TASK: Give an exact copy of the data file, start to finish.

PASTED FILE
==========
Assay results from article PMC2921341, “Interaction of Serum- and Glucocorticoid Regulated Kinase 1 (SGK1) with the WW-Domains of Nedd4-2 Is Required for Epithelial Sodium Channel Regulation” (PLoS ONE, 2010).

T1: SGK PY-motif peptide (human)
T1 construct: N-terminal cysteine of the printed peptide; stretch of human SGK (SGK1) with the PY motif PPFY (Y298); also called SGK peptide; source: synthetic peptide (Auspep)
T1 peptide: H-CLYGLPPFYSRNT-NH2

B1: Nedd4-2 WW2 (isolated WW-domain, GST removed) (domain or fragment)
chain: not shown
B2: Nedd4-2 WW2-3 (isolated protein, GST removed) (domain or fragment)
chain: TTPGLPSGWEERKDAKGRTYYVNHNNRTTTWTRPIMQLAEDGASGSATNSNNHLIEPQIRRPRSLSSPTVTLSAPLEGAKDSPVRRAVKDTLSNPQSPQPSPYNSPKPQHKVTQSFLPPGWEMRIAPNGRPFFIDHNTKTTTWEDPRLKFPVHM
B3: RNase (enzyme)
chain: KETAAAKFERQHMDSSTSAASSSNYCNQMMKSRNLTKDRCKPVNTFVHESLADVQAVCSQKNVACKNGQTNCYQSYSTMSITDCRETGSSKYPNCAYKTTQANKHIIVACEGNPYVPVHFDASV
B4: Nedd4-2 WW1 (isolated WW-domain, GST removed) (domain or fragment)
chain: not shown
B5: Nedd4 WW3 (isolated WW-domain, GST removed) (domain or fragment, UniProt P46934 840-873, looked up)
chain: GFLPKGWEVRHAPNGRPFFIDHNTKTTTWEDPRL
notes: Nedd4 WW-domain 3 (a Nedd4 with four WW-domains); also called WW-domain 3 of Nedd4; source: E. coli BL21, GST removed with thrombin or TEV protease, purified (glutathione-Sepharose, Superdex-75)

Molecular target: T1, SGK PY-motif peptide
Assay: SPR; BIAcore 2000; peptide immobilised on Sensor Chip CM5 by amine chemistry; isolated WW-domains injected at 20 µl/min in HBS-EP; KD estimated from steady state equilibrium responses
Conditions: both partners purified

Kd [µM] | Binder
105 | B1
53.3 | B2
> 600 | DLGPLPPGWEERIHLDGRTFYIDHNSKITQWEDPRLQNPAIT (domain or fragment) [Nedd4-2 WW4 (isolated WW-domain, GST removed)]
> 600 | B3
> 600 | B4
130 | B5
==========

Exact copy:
Assay results from article PMC2921341, “Interaction of Serum- and Glucocorticoid Regulated Kinase 1 (SGK1) with the WW-Domains of Nedd4-2 Is Required for Epithelial Sodium Channel Regulation” (PLoS ONE, 2010).

T1: SGK PY-motif peptide (human)
T1 construct: N-terminal cysteine of the printed peptide; stretch of human SGK (SGK1) with the PY motif PPFY (Y298); also called SGK peptide; source: synthetic peptide (Auspep)
T1 peptide: H-CLYGLPPFYSRNT-NH2

B1: Nedd4-2 WW2 (isolated WW-domain, GST removed) (domain or fragment)
chain: not shown
B2: Nedd4-2 WW2-3 (isolated protein, GST removed) (domain or fragment)
chain: TTPGLPSGWEERKDAKGRTYYVNHNNRTTTWTRPIMQLAEDGASGSATNSNNHLIEPQIRRPRSLSSPTVTLSAPLEGAKDSPVRRAVKDTLSNPQSPQPSPYNSPKPQHKVTQSFLPPGWEMRIAPNGRPFFIDHNTKTTTWEDPRLKFPVHM
B3: RNase (enzyme)
chain: KETAAAKFERQHMDSSTSAASSSNYCNQMMKSRNLTKDRCKPVNTFVHESLADVQAVCSQKNVACKNGQTNCYQSYSTMSITDCRETGSSKYPNCAYKTTQANKHIIVACEGNPYVPVHFDASV
B4: Nedd4-2 WW1 (isolated WW-domain, GST removed) (domain or fragment)
chain: not shown
B5: Nedd4 WW3 (isolated WW-domain, GST removed) (domain or fragment, UniProt P46934 840-873, looked up)
chain: GFLPKGWEVRHAPNGRPFFIDHNTKTTTWEDPRL
notes: Nedd4 WW-domain 3 (a Nedd4 with four WW-domains); also called WW-domain 3 of Nedd4; source: E. coli BL21, GST removed with thrombin or TEV protease, purified (glutathione-Sepharose, Superdex-75)

Molecular target: T1, SGK PY-motif peptide
Assay: SPR; BIAcore 2000; peptide immobilised on Sensor Chip CM5 by amine chemistry; isolated WW-domains injected at 20 µl/min in HBS-EP; KD estimated from steady state equilibrium responses
Conditions: both partners purified

Kd [µM] | Binder
105 | B1
53.3 | B2
> 600 | DLGPLPPGWEERIHLDGRTFYIDHNSKITQWEDPRLQNPAIT (domain or fragment) [Nedd4-2 WW4 (isolated WW-domain, GST removed)]
> 600 | B3
> 600 | B4
130 | B5